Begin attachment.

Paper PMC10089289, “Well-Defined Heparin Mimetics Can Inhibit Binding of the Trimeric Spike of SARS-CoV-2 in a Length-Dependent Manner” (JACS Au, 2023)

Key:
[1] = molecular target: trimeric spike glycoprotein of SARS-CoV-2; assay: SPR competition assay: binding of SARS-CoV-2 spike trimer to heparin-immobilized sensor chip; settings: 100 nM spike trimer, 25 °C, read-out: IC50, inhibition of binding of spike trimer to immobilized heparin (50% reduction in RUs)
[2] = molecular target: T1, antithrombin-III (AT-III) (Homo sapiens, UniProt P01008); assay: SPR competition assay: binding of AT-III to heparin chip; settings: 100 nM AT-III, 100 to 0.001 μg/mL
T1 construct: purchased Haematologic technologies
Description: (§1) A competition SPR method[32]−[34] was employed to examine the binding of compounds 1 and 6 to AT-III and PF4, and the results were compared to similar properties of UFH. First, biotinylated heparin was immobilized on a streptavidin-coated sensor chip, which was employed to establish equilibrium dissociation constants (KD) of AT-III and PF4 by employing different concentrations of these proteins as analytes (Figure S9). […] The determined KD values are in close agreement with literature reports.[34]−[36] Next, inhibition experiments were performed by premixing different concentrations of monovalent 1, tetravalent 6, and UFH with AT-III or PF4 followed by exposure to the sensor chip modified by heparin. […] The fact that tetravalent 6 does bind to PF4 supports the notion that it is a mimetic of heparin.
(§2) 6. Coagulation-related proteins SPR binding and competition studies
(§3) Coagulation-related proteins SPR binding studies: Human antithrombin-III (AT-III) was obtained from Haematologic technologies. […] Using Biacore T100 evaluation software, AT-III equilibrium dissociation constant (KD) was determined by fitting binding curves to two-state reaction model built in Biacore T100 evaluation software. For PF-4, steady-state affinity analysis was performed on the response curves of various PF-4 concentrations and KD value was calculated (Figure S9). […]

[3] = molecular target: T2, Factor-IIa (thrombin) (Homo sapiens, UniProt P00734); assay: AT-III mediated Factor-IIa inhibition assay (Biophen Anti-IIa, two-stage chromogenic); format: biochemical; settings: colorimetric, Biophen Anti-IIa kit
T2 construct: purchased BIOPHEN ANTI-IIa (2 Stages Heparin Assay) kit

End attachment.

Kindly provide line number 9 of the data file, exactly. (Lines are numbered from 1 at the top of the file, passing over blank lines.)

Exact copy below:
[3] = molecular target: T2, Factor-IIa (thrombin) (Homo sapiens, UniProt P00734); assay: AT-III mediated Factor-IIa inhibition assay (Biophen Anti-IIa, two-stage chromogenic); format: biochemical; settings: colorimetric, Biophen Anti-IIa kit